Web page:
I didn’t bring up 9/11. I didn’t want to talk or think about 9/11. And I really disliked these types of “what if” lowkey brags. It’s really odd to turn a tragedy into your good fortune. I immediately picked up that she was into astrology, lucky numbers, lucky T-Shirts, superstitions, palm readers, maybe even energy healing—basically all the shit I avoided. Despite being a judgemental twenty-something, instead of answering back, I lit a joint and asked what time she had to work tomorrow. I proceeded to get way too high and forgot how much I didn’t want to be sitting on this boulder with Aimee—yes, she used the alt spelling—for another minute but didn’t want to be a complete asshole despite at least being half an asshole.
As we walked down Kent Street towards South Williamsburg, my paranoid brain began rewinding little comments I had tossed out, mentally debating if I sounded too harsh. I decided that the pivot was to get us out of what I call the “two people in a room” dynamic, even if we were on an empty street lined with brick factory buildings and construction sites. We made a left and bounded towards Rosemary’s Greenpoint Tavern which was technically in Williamsburg but more importantly, sold cheap beer in large styrofoam cups and was usually bustling on weeknights due to said affordable beverages.
We got drunk and laughed at the last Electroclash couple standing in the corner of the bar. I had forgotten that what I liked about Aimee was that she was also kind of an asshole and we enjoyed ripping on the same things, perhaps out of the fear that we were the tropes we feared as cuspy Gen Xers living in Williamsburg, Brooklyn in the early-2000s.
After hearing two AC/DC songs in a row we decided GPT was too aggressive and opted for her apartment on North 7th street which didn’t really have a living room and lacked a sink in the bathroom. Having reached my yellow beer tipping point, I asked to use the lavatory but neglected to knock first, opening the door on her roommate Claire who was taking an actual shit. Claire had a Motörhead, Brooklyn—not England—tattoo on her thigh with the skull eating a slice of pepperoni pizza. She was the kind of loud person who overemphasized taking a well shot when she got a combo special and said fuck a lot, so it wasn’t surprising when she just laughed and said, “Can’t a girl shit in peace,” instead of freaking out as I stared mortified.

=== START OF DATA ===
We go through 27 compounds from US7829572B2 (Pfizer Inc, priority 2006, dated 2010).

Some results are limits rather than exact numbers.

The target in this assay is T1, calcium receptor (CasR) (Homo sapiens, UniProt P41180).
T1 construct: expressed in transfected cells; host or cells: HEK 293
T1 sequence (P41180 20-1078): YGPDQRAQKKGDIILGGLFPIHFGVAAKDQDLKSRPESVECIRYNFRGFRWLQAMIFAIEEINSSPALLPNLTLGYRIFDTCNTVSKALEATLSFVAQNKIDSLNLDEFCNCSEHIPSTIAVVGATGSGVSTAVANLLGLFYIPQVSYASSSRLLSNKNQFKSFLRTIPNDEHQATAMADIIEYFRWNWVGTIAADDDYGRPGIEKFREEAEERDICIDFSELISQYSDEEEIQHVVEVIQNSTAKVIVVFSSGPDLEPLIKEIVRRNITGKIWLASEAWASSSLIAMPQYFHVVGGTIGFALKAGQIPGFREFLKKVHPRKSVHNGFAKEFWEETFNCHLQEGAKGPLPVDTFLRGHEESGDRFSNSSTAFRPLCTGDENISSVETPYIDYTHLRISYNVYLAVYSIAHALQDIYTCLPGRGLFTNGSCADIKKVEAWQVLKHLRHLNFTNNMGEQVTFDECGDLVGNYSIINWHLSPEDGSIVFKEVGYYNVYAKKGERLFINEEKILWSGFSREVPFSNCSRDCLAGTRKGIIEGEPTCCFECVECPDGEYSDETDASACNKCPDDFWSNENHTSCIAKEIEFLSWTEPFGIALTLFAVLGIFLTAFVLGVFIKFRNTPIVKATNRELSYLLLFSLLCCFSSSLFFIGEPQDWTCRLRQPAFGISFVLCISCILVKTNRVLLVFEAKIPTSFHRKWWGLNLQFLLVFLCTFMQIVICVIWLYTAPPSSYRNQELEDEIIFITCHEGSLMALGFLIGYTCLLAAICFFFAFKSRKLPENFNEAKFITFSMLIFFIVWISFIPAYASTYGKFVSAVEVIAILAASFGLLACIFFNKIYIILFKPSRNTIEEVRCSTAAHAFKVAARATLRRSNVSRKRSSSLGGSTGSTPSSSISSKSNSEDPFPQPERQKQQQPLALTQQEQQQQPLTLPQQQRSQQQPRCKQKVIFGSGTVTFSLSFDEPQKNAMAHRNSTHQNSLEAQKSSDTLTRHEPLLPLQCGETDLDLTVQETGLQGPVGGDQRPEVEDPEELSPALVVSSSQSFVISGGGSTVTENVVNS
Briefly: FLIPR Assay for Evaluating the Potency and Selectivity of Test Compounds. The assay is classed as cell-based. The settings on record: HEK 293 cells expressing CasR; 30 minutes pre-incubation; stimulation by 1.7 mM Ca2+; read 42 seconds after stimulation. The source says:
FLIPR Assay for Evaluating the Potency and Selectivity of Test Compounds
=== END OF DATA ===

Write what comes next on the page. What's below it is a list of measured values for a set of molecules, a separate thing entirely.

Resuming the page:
Aimee grabbed my arm and instructed me to just piss in a bottle in her room, facing the wall of course, which reminded me of nothing cool. I did. We listened to Leonard Cohen as she chain-smoked out the window next to her bed and made plans to spend Thanksgiving Day together, “no matter what” as she had to bartend and baited me with a Friendsgiving potluck that promised a lot of food and weed brownies. Even though this was still a single-digit hangout, I was impressed by her forecasting and the sting of my projection that she was “luck obsessed” dulled. Sure, Aimee potentially believed that every human born on the same day had the same personality traits but I liked her personality traits and she hadn’t done my chart yet so it was fine.
The next morning I popped out to a bodega to get coffee and a Diet Coke for her. The idea of drinking soda before noon was strongly against my DNA but I didn’t want to be a killjoy and I enjoyed the way she said “thaaaaaank youuuu,” very slowly when she was impressed by my budget acts of chivalry. I slyly grabbed the piss bottle on the way out and headed home, purposely walking under a construction ladder out of defiance, only to have a pigeon shit on my shoulder. It would have been whichever misused adjective you’re thinking of but I didn’t notice the thick white streak until I put the jacket back on that afternoon.
I never spent Thanksgiving with Aimee. Her boss lost a noise complaint battle with the neighbors, resulting in the city shutting down her place of employment unbeknownst to any of its employees. Of course, it was Aimee who showed up to the bolted and gated storefront, keys in hand, only to read the neon closure proclamation as she fired off unanswered call after call from a flip phone to her boss. “As luck would have it,” I liked her and she was now moving back to suburban Illinois at the behest of her father who had grown tired of her “New York lifestyle,” Aimee informed me over two-for-one happy hour beers that she was going to move home to be the bookkeeper for dad’s construction business—a position that sounded imaginary.
I left the bar with a buzz and a bit of garish lipstick on my face. Eyes fixated on the ground, I scanned the bricks of the sidewalk until a white envelope that read “Apt. 3R November” broke the grid. I picked it up and found $800 cash. Like any decent human, I faux-looked for clues as to whose money this was. There we none. I realized it was mine and promptly headed into Manhattan to buy weed.